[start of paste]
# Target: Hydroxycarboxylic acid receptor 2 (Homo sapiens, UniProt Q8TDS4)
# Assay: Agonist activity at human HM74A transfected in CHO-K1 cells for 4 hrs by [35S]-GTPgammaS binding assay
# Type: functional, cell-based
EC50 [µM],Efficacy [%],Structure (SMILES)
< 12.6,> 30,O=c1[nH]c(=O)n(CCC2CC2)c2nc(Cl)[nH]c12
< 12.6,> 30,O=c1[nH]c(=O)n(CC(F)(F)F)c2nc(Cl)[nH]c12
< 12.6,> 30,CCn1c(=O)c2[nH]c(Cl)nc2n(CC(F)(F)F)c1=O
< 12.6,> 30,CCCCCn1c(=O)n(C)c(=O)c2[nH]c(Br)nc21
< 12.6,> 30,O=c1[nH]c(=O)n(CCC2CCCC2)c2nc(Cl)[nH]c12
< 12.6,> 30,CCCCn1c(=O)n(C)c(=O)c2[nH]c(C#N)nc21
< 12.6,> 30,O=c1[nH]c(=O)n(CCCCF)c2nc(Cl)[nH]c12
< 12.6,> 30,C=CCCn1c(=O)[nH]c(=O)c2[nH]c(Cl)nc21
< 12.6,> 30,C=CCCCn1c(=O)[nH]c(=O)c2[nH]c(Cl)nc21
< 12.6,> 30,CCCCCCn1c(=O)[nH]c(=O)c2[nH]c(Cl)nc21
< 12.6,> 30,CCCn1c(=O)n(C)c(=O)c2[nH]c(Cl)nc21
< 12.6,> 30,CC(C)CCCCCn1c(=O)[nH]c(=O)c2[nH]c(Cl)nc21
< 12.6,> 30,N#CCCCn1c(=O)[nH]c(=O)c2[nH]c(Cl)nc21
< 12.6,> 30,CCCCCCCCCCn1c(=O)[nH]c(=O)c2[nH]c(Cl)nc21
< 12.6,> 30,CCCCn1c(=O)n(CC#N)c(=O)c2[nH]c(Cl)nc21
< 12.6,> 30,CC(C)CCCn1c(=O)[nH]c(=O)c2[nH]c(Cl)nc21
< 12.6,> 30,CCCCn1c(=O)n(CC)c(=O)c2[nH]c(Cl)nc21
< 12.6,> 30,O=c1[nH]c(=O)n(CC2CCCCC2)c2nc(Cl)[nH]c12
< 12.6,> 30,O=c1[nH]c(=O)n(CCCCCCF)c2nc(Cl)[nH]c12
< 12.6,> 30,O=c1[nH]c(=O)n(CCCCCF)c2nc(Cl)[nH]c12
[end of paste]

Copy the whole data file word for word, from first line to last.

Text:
# Target: Hydroxycarboxylic acid receptor 2 (Homo sapiens, UniProt Q8TDS4)
# Assay: Agonist activity at human HM74A transfected in CHO-K1 cells for 4 hrs by [35S]-GTPgammaS binding assay
# Type: functional, cell-based
EC50 [µM],Efficacy [%],Structure (SMILES)
< 12.6,> 30,O=c1[nH]c(=O)n(CCC2CC2)c2nc(Cl)[nH]c12
< 12.6,> 30,O=c1[nH]c(=O)n(CC(F)(F)F)c2nc(Cl)[nH]c12
< 12.6,> 30,CCn1c(=O)c2[nH]c(Cl)nc2n(CC(F)(F)F)c1=O
< 12.6,> 30,CCCCCn1c(=O)n(C)c(=O)c2[nH]c(Br)nc21
< 12.6,> 30,O=c1[nH]c(=O)n(CCC2CCCC2)c2nc(Cl)[nH]c12
< 12.6,> 30,CCCCn1c(=O)n(C)c(=O)c2[nH]c(C#N)nc21
< 12.6,> 30,O=c1[nH]c(=O)n(CCCCF)c2nc(Cl)[nH]c12
< 12.6,> 30,C=CCCn1c(=O)[nH]c(=O)c2[nH]c(Cl)nc21
< 12.6,> 30,C=CCCCn1c(=O)[nH]c(=O)c2[nH]c(Cl)nc21
< 12.6,> 30,CCCCCCn1c(=O)[nH]c(=O)c2[nH]c(Cl)nc21
< 12.6,> 30,CCCn1c(=O)n(C)c(=O)c2[nH]c(Cl)nc21
< 12.6,> 30,CC(C)CCCCCn1c(=O)[nH]c(=O)c2[nH]c(Cl)nc21
< 12.6,> 30,N#CCCCn1c(=O)[nH]c(=O)c2[nH]c(Cl)nc21
< 12.6,> 30,CCCCCCCCCCn1c(=O)[nH]c(=O)c2[nH]c(Cl)nc21
< 12.6,> 30,CCCCn1c(=O)n(CC#N)c(=O)c2[nH]c(Cl)nc21
< 12.6,> 30,CC(C)CCCn1c(=O)[nH]c(=O)c2[nH]c(Cl)nc21
< 12.6,> 30,CCCCn1c(=O)n(CC)c(=O)c2[nH]c(Cl)nc21
< 12.6,> 30,O=c1[nH]c(=O)n(CC2CCCCC2)c2nc(Cl)[nH]c12
< 12.6,> 30,O=c1[nH]c(=O)n(CCCCCCF)c2nc(Cl)[nH]c12
< 12.6,> 30,O=c1[nH]c(=O)n(CCCCCF)c2nc(Cl)[nH]c12